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I don't build more than 15 rods a year - that is a limit I set myself early on. This keeps me from chasing numbers, and keeps high quality of each rod that I make at it's highest. So, when the rods are done, and there is time, I try and learn a little more with every one I make ... my new passion ... curved Japanese stream nets!

 

You might have seen a net here and there on the site, or on my Facebook profile, but here is a little more burble on the nets, my views on them, and my approach to making them.

 

As with everything you make with your hands, there is a natural progression that takes place. My 1st nets were large, bulky, and a total overkill for what their intended purpose was. My good friend (and mentor) Stephen Boshoff always reminds me about form and function when I share my attempts with him. He always gives advice, nudges me in a direction, without truly telling me what to do. I think his philosophy is that it's something you have to find yourself. With every net you find something else to tweak. Shave a little off here, add a little bit there ... no two attempts are ever the same. After 30 nets though, I have found the "formula" that works for me, and best describes and interprets what I would like to see in a stream/release net.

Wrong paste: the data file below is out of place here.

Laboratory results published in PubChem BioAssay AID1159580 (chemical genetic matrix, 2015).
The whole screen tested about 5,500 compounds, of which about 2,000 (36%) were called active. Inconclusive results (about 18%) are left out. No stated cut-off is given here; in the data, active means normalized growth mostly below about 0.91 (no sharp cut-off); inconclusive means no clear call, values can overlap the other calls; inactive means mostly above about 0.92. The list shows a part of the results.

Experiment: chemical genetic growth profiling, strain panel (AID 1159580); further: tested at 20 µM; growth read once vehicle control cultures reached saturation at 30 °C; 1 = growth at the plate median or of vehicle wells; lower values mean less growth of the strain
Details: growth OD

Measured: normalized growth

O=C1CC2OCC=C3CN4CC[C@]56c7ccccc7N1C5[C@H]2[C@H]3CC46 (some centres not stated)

The frame is constructed from 2 strips only. A single bamboo, and a single strip of complimenting wood. I have found a wonderul South American wood called Guajuvera. It is a wonderful wood to work with. It has rich a grain patterning, lovely dark and cream tones, and finishes extremely well. Despite it being quite a hard wood, it is surprisingly light, and the final product is the perfect blend of strength,  flexibility, delicacy and lightness that I envision a stream net should have. These are of course my own personal interpretations, and milage may vary ;-)

 

My handle inserts are ported internally to cut back in weight, and also aid in floating the net. The chambers should keep air trapped after the net is sealed with either varnish, or a special resin coating.

 

Below are some nets in early stages of becoming something that you can use on a stream. All of these have been lightly sanded and oiled with a single coating of Danish Oil. After 2-3 days the oil has penetrated and given the wood back some "life", they are ready for final shaping and sanding.

 

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The last of my 3-strip nets below a 2-strip construction.

 

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A 100% Guajuvera net. The aim if this piece was to try and make it look as if the net was made from a single piece of wood. Not totally achieved, but as mentioned, with every net made a lot of lessons are learnt!

 

 

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One of the recent completed rods resting on an unfinished smallstream teadrop release net. It is a 2-strip bamboo construction with a Guajuvera insert.

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